Hoover Institution (Stanford, CA) – The Hoover Institution has published Disruptive Strategies: The Military Campaigns of Ascendant Powers and Their Rivals, edited by Research Fellow David Berkey.

The volume of essays, written by renowned historians from the Hoover Institution and leading universities, examines the implications for warfare when a rising power, such as modern China, disrupts the predominance of a hegemon, like the United States. These essays offer historical case studies from ancient times to the modern era, involving states that were engaged in similar types of competition. The book concludes with a future hypothetical scenario in which a small skirmish between the United States and China escalates into a major conflict.

“To address this mission, and specifically in light of the challenge that China poses to American interests, I assembled the present group of distinguished scholars to identify and discuss campaigns from two different angles: one, in which hegemonic states confronted rising powers seeking to topple them, or two, conversely, in which rising powers contested the leadership of a dominant state,” writes Berkey in the introduction.

Disruptive Strategies is the first in a series of books produced by the Hoover Institution’s Working Group on the Role of Military History in Contemporary Conflict, chaired by Martin and Illie Anderson Senior Fellow Victor Davis Hanson. The working group, which also produces Strategika, Hoover’s online journal of military history, aims to inform readers about how past military operations can inform contemporary public policy decisions.

“The contributors to this volume, whose essays were presented for publication in advance of the [COVID-19] epidemic, remind us that none of the current global players, both ascending and waning powers, are engaged in a novel contest,” writes Hanson in the foreword. “They compete in an ancient pattern of rivalry in which nations do not necessarily become world powers by some predetermined trajectory but do so rather by a series of often unforeseen human and natural events, by poor or inspired leadership, or through critical prior economic and military choices often not appreciated as pivotal at the time they were made.”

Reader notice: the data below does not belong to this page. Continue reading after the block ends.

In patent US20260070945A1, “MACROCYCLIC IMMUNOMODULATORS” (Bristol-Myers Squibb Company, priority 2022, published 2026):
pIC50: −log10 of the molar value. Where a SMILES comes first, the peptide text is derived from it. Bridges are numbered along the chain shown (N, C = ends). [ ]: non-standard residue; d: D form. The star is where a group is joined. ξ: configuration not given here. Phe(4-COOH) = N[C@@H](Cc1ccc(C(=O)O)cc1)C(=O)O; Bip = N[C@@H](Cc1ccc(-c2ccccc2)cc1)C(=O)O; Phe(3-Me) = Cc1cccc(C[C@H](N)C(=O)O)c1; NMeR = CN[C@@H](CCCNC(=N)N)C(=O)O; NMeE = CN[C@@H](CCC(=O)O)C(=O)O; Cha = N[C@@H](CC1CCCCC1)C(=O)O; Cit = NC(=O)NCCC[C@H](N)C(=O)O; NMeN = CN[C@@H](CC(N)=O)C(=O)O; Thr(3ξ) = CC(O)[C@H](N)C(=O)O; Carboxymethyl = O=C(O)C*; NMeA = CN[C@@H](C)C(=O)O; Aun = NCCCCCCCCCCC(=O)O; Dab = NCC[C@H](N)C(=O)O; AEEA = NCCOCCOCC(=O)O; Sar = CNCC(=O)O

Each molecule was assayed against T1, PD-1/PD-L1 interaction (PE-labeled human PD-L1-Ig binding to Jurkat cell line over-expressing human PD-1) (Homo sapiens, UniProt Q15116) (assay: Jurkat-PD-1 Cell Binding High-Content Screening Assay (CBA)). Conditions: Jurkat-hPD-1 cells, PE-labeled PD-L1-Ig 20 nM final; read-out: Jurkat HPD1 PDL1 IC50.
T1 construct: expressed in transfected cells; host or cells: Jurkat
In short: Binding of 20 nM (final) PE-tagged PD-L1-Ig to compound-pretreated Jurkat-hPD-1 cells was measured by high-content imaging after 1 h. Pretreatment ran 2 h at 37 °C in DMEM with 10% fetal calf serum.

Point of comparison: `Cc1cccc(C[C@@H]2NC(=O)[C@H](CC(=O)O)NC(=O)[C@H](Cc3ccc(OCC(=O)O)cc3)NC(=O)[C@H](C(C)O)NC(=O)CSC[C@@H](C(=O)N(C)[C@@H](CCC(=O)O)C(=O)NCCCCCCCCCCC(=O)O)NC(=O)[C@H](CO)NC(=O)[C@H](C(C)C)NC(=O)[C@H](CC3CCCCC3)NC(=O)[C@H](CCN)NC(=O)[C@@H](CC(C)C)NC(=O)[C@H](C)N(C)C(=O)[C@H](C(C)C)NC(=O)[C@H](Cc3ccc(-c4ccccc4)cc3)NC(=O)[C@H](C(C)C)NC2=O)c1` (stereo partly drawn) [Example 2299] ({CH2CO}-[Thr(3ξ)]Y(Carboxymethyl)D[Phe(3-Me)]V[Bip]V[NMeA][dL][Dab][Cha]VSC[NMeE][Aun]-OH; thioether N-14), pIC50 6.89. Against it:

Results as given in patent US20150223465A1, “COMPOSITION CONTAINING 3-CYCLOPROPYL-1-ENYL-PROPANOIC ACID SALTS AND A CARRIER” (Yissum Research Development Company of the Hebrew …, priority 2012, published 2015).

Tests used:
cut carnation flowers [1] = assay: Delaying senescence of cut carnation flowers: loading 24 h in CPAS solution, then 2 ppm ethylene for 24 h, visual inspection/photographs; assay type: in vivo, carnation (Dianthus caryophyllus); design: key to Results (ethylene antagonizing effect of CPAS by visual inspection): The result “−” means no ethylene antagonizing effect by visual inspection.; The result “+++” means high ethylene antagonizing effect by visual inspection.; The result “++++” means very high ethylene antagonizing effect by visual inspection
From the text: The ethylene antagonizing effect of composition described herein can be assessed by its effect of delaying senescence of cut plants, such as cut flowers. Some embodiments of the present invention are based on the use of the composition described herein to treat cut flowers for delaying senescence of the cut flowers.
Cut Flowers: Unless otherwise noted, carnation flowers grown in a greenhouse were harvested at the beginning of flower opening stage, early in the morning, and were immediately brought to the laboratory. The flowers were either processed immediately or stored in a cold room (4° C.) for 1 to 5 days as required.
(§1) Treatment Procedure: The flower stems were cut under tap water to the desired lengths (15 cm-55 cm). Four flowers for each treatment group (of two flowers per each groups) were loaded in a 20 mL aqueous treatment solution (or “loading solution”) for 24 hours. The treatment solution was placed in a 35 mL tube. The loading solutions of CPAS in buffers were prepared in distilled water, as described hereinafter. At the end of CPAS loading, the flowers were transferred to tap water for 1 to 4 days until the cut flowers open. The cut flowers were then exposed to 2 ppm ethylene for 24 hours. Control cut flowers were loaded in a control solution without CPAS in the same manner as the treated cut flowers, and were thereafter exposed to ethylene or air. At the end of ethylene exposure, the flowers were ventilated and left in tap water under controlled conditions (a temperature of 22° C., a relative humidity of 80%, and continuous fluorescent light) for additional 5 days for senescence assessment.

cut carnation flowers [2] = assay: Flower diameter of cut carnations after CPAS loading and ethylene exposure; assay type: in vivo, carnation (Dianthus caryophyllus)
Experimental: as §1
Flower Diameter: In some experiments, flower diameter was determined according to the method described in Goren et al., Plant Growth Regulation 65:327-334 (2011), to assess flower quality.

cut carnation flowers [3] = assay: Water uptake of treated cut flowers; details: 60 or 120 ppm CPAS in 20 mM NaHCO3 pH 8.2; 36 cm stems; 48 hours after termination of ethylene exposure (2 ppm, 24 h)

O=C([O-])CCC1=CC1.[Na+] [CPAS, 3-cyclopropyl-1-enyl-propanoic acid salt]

Themes of Disruptive Strategies include: how dominant powers have responded militarily to threats posed by rising powers; how states have marshalled resources and forces necessary to attain their strategic goals; how adversaries use their advantages to exploit each other’s weaknesses; the importance of anticipating and countering with superior skill and resources the enemy’s preferred manner of combat; how successful powers have maintained cohesiveness in governance and coordination of political and military leadership; the value of taking calculated risks in wartime; how the genius of leaders can surpass a nation’s advantages in geography, manpower, and technology; and why it is crucial for a nation to institutionalize expertise and sound policy making rather than rely on the brilliance and wisdom of a single leader.

The following are the contributing scholars and their respective essay topics: Paul A. Rahe considers the competitive ambitions of Sparta and Athens; Barry Strauss examines the Punic Wars fought between Carthage and Rome; Edward N. Luttwak focuses on a decisive military campaign between the Byzantine Empire and its nemesis, the Sasanians; Peter R. Mansoor describes the emergence of Sweden as a military power under the leadership of Gustavus Adolphus; Andrew Roberts studies the expansion of French influence during Napoleon’s Italian campaign; and Michael R. Auslin explores a hypothetical conflict between the People’s Republic of China and the United States in the year 2025.